▶️ Countdown to Mars: Historic landing set for Feb. 18


On July 30, in the middle of a worldwide pandemic, NASA’s Jet Propulsion Laboratory launched a rover —aptly named by seventh grader from Virginia—Perseverance.

After traveling over 300 million miles, Perseverance will attempt to land on the surface of Mars on Feb. 18.

After a silent series of months traveling through the cold empty darkness of space, the ending will come in a period of time known as the “Seven Minutes of Terror,” when Perseverance will experience some of the most rigorous tests any vehicle can withstand.

The vehicle that the rover has hitched a ride on thus far in will have to slow from 16,000 miles an hour to just 1 mile per hour in around 420 seconds.

Because light going 186,000 miles per second takes 5 to 20 minutes to reach Mars, Perseverance will be incapable of being guided by humans during this seven minutes of terror and will fly completely on its own. For much of the descent, it will be flying blind, as its heat shield that will reach temperatures comparable to heat of the sun will be blocking its ability to find its bearings.

“We have four main objectives with this mission. Three are what we call real science objectives and the fourth objective is preparing for future human exploration, so a lot of that is technology demonstrations of things that would be useful to future exploration,” Ken Williford, the deputy project scientist for the Mars mission, said.

Both NASA and SpaceX have plans to one day send human life to Mars, a lot of this mission will be looking for any life, whatsoever.

“We’re a robotic geologist, so we land on the surface and we use our scientific instruments as sort of the sense organs of the human geologist, and we work to understand the processes that formed the rocks that we see around us, and also what altered them in the time interval between when they were formed, and when we find them today,” Williford said. “The reason all that is important is largely for the next objective, which is astrobiology. As we understand the environments in which those rocks around us formed, we ask the question: could that environment have supported microbial life at one time?”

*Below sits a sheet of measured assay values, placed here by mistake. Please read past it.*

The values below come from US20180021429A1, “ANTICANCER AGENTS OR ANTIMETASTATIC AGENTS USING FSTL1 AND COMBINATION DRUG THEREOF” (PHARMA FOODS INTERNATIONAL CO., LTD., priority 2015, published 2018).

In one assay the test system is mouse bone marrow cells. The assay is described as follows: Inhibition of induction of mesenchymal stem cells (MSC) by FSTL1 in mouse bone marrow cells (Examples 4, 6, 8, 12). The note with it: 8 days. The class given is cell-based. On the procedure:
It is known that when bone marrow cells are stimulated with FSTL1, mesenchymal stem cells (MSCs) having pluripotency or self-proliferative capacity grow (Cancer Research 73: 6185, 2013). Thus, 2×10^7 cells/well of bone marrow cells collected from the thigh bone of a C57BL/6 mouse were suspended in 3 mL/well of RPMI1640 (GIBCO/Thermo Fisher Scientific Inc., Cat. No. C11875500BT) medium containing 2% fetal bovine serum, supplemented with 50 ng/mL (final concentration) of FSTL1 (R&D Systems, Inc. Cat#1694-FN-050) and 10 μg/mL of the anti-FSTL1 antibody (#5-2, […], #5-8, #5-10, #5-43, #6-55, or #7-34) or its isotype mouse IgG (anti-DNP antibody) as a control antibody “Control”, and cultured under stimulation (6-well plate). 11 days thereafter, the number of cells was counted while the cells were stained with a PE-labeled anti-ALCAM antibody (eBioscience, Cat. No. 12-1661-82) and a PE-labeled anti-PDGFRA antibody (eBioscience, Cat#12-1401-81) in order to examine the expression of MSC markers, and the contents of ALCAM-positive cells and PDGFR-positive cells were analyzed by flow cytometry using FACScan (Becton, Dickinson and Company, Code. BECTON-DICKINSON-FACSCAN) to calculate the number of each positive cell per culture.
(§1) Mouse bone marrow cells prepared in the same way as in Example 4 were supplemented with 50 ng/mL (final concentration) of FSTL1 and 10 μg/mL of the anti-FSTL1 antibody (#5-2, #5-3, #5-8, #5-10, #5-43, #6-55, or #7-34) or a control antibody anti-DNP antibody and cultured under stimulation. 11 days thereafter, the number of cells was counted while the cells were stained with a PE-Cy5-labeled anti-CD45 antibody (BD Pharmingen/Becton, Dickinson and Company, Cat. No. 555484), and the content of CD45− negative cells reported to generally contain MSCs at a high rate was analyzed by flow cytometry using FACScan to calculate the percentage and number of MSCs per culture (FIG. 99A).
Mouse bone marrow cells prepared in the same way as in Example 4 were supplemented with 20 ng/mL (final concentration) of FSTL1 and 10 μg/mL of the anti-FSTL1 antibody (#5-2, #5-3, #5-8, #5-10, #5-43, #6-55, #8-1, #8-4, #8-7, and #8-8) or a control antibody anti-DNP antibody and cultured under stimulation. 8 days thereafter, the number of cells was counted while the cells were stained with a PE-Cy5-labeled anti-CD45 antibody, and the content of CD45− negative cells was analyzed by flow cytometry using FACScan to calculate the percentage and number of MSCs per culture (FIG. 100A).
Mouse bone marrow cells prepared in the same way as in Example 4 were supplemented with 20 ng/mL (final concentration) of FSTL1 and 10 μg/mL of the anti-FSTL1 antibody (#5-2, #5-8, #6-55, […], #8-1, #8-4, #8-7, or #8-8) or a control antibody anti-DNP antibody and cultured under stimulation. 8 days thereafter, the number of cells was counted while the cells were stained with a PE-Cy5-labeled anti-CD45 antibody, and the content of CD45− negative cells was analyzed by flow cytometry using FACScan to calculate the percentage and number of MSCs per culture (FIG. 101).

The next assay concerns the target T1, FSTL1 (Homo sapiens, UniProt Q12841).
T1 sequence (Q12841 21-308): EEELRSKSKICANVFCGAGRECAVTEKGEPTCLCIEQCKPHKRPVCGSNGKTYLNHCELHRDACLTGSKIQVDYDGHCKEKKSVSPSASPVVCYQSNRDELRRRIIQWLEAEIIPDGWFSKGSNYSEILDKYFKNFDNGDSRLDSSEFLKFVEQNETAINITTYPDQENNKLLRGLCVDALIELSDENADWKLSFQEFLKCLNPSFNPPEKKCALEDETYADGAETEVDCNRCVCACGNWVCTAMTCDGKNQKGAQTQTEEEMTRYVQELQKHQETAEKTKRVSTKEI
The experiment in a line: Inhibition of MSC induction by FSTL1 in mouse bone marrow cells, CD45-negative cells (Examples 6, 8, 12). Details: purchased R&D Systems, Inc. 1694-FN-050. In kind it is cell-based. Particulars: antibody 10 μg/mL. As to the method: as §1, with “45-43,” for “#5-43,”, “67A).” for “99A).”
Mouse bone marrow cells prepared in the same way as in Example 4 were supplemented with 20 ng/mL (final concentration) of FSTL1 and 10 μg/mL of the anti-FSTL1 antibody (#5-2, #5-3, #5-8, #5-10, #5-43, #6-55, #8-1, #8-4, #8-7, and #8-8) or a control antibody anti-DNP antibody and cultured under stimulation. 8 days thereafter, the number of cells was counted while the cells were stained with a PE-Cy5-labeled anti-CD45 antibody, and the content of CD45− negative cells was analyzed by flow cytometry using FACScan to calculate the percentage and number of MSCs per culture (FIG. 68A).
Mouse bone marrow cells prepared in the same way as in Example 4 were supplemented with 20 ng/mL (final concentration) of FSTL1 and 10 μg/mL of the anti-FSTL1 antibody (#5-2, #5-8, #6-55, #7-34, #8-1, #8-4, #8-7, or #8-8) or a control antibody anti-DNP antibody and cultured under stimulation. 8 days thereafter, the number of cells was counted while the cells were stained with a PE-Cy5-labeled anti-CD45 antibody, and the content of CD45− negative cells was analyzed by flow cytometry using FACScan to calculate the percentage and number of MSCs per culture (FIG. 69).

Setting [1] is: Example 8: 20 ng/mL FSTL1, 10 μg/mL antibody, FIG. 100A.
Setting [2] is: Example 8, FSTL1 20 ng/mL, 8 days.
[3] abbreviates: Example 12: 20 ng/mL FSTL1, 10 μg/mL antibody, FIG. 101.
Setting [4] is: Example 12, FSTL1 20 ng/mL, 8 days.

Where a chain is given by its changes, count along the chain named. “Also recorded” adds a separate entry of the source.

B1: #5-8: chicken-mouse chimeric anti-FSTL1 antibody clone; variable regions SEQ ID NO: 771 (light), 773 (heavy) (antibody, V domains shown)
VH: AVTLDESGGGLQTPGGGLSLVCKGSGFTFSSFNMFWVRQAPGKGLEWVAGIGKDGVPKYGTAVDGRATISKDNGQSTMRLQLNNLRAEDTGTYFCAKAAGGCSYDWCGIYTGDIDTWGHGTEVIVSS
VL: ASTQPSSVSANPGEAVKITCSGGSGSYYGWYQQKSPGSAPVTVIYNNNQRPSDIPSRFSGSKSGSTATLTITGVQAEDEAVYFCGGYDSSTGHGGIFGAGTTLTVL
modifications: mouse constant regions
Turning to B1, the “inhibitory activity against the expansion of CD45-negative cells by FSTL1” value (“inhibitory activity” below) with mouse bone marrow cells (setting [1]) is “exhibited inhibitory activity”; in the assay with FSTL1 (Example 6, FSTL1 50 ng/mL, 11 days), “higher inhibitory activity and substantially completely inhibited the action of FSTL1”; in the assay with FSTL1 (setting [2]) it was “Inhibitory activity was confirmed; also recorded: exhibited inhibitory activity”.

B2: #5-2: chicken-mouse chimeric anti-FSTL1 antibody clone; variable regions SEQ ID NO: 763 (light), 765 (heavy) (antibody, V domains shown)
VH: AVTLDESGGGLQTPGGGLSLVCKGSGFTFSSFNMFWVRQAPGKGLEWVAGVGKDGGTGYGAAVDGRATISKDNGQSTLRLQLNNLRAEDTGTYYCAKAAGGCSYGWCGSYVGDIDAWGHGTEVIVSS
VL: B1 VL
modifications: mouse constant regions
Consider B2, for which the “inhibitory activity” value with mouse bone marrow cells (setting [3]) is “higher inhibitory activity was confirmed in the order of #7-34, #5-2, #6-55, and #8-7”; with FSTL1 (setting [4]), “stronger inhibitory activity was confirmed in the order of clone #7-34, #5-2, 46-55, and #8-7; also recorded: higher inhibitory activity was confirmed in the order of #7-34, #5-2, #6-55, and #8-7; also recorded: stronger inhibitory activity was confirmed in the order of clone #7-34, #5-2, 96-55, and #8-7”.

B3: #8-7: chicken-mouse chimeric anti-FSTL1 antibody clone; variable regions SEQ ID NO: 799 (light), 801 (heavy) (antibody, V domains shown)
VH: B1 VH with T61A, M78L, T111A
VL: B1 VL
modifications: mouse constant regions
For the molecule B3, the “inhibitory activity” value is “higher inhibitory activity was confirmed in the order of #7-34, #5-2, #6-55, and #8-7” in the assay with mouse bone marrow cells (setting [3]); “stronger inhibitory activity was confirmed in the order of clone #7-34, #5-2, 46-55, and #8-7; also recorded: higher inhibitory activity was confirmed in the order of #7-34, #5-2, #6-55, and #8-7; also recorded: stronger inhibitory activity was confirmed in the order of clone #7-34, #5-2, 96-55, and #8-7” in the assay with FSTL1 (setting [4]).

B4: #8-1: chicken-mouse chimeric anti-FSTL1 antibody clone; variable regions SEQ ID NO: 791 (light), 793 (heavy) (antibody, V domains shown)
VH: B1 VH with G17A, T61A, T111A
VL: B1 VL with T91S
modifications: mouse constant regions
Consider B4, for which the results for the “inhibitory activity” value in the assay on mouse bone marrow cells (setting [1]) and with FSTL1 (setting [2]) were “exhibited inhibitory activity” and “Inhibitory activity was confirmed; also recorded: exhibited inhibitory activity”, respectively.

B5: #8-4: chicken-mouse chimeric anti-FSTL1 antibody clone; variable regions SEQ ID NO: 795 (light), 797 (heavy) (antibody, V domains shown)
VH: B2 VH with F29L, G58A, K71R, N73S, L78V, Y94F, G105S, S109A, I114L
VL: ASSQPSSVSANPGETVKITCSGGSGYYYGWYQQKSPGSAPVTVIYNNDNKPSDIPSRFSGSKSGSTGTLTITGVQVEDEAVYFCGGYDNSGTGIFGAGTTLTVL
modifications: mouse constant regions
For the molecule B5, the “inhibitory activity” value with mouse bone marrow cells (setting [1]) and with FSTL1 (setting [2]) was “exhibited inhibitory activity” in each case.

What makes perseverance so unique compared to previous rovers is that is gives us a chance to not just ask “if” but “where?”

“We then take the next step beyond what the previous rovers have really been focused on and we directly seek the evidence of any ancient life that was in those environments,” Williford said. “So not just could this environment have supported life but was this environment inhabited, and in doing that. we’re looking for what we call potential biosignatures. A biosignature is sometimes called a sign of life.

The first signs of life on Earth showed up about 3.5 to 4 billion years ago, which is about the age of the rocks Perseverance will be sampling on Mars to see if it too was getting in on the action of life making back then.

“And so to enable that on our Rover, we built that we called the sample caching system which is a very complex sort of robot within a robot,” Williford said. “Now we have like almost this little bottling plant. It’s a small robotic arm inside that handles sample tubes which are extraordinarily clean titanium tubes, that are empty, then they get put inside a drill bit to drill out, and on the end of our robotic arm takes that drill bit with a sample tube inside, drills into a rock, and a core of rock goes into that tube.

“It goes back into the sample caching system and the two get sealed and stored on board the Rover, until at some point later in the mission,” Williford said. “We set down collections of those titanium sample tubes which are filled with Mars samples, and then the idea is a future mission would come, land near our tubes, pick them up, put them in a rocket, send them into orbit around Mars and eventually get them back to earth for studying earth based labs.”

Another thing that makes Perseverance unique is that some of its samples could one day be sent back to Earth where our science labs are far more sophisticated and can truly look for signs of life as well as insights into the early formation of our solar system.

As part of a technology demonstration, Perseverance has an actual drone strapped to its belly that will be deployed and hopefully provide the first flight ever taken on another planet by humans.


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